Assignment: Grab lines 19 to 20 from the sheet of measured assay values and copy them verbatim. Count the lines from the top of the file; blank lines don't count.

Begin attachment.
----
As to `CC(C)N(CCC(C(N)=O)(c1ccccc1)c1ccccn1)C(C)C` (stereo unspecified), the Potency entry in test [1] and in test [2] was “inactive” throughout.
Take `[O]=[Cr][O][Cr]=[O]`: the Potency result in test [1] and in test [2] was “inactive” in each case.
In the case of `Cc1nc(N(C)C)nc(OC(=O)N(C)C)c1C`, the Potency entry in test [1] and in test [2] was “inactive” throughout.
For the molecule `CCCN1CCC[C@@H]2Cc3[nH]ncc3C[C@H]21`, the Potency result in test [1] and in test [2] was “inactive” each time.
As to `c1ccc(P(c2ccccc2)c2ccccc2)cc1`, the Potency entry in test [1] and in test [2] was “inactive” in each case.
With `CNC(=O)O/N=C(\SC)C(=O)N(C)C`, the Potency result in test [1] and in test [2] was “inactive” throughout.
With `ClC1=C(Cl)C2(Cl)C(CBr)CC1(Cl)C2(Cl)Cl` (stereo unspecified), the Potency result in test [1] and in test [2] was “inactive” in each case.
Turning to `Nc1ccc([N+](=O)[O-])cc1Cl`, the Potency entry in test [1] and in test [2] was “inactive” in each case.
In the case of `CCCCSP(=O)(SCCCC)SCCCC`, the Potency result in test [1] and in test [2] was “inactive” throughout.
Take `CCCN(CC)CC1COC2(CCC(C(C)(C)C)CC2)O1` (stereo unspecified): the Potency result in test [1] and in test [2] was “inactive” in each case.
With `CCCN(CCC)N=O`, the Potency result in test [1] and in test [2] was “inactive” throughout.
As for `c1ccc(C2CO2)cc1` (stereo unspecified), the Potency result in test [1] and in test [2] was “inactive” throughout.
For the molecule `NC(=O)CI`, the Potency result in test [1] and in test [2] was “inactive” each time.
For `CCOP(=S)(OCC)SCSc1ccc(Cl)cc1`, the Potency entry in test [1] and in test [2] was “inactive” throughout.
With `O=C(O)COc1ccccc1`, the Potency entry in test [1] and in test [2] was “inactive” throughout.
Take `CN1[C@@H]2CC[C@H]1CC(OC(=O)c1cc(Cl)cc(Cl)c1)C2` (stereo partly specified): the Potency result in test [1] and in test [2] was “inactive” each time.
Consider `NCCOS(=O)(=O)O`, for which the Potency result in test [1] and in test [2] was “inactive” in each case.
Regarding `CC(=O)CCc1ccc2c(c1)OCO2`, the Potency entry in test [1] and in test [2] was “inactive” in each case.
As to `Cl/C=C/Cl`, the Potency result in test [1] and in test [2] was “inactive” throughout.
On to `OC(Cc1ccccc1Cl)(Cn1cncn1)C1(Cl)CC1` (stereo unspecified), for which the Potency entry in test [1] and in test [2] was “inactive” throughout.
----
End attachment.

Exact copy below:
As to `Cl/C=C/Cl`, the Potency result in test [1] and in test [2] was “inactive” throughout.
On to `OC(Cc1ccccc1Cl)(Cn1cncn1)C1(Cl)CC1` (stereo unspecified), for which the Potency entry in test [1] and in test [2] was “inactive” throughout.